Will Wana Decrypt0r Ransomware Attack Again?
It is almost impossible to ignore the infamous Wana Decrypt0r Ransomware even if you do not follow virtual security news because this malicious infection has transcended security-related news sites. The infection was reviewed via all forms of media, including news channels, newspapers, and, of course, the Internet. That is because the infamous WannaCry is no ordinary threat. While malicious hijackers, Trojans, and ransomware infections emerge every day, not many of them are as aggressive as this one. In the first few days that it was active, Wana Decrypt0r managed to infect hundreds of thousands of operating systems, some of which belonged to the NHS, universities, national governments, big car manufacturers, etc. According to the latest data provided by @actual_ransom on Twitter, the developers of the malicious ransomware have already collected over 51 Bitcoins. The number does not seem big, but if you convert it into, for example, US Dollars, you can see that that is nearly 140,000 USD. Although the attacks of the malicious ransomware – which, by the way, was spread by a worm – were believed to be halted, there is new information suggesting that the infection could be revived.
A UK-based security researcher discovered and enabled a kill-switch function mere days after the infection started spreading. Although the infection had already spread across the world by that point, this prevented further attacks. The kill-switch was activated when a domain name that was found in the ransomware code was registered. Due to this, every time the infection would attack a system, it would cease to encrypt files when the connection to the said domain was not denied. If the connection was denied, the infection would be executed. Soon after the kill-switch was discovered, attacks targeted at the domain were recorded. It is believed that hackers could target the domain using DDoS (distributed denial of service) attacks where heavy traffic is used to bring the domain down, and, simultaneously, disable kill-switch so that the ransomware could be executed successfully. According to research, botnets similar to the infamous Mirai botnet were used to attack the domain, and armies of “zombies” (systems and devices that are compromised to perform malicious tasks) were used to flood the domain with heavy traffic. So, who is responsible for these attacks? Although it would seem that these attacks are performed by the developers of the WannaCry ransomware, it appears that unrelated parties might be involved. Their incentive is not clear, considering that they are unlikely to get any profit from doing that.
Due to continuous DDoS attacks, the kill-switch domain got an upgrade, and since it can deal with heavy traffic loads, it is far less likely to be brought down. That, however, does not mean that the infection is dead. The developers of the malicious ransomware already know how to successfully launch file-encrypting malware, and they can learn from their own mistakes to make the next version of the threat much more powerful and unbeatable. In the meantime, there is another issue that Windows users are facing: Wana Decrypt0r Ransomware lookalikes. Darkodercrypt0r Ransomware is one example, and the notification that this infection displays via its own window is identical to the notification you see in the “Wana Decryptor 2.0” window that the devious WannaCry ransomware displays. Obviously, the copycats are not as aggressive, and they are not spread by worms, but they can confuse more gullible and less experienced users who might have already heard about the malicious WannaCry infection. Similar graphics have also been used by Android ransomware known by the name “WannaLocker” that is also capable of encrypting files and demanding a ransom.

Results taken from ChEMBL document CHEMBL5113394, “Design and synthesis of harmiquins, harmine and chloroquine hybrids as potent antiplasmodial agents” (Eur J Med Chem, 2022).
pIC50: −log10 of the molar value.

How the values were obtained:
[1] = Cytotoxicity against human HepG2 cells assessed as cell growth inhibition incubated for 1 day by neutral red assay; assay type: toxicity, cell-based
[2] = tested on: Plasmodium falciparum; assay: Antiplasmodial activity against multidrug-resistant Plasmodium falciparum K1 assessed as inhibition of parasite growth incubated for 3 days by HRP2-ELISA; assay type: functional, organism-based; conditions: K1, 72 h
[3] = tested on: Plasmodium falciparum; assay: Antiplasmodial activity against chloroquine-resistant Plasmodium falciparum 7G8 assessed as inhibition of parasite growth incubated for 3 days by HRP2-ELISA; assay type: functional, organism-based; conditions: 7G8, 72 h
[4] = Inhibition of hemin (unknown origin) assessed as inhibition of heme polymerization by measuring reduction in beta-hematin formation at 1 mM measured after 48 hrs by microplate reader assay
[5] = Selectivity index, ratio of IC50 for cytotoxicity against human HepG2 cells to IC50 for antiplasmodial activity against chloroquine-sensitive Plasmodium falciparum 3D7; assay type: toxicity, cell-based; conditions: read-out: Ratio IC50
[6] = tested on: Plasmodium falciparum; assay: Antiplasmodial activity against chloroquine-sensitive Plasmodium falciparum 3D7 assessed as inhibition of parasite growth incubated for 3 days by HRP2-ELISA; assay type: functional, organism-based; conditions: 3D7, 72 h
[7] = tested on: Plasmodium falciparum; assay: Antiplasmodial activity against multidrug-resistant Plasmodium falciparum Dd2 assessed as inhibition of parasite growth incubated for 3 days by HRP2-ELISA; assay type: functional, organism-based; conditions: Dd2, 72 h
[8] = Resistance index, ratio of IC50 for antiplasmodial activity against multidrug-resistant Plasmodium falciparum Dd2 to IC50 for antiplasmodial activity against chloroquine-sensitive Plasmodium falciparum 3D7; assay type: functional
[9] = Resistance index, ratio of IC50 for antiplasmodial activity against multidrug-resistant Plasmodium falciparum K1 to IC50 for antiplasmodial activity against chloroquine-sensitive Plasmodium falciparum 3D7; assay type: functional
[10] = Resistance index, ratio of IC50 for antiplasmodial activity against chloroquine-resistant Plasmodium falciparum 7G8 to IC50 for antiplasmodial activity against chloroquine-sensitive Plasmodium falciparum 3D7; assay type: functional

It seems like ransomware is everywhere. It can be executed by silent worms or Trojans, or you can execute it yourself by interacting with malicious installers or opening corrupted spam email attachments. While some users can evade ransomware by being more cautious, that is not always enough. Employing reliable anti-malware software and installing all Windows updates as soon as they become available is also crucial. The malicious Wana Decryptor successfully infected thousands of systems worldwide because of a Windows security vulnerability that was patched several months before the first attacks in May 2017. What that means is that users are still careless, and they do not learn from their own mistakes. This particular infection was mostly found on Windows 7 operating systems – possibly because this version is still the most popular – but all versions of the Windows OS can be vulnerable. Nonetheless, if you patch security vulnerabilities in time, and employ reliable security software to help you guard your operating system, you have much better chances at keeping your operating system malware-free.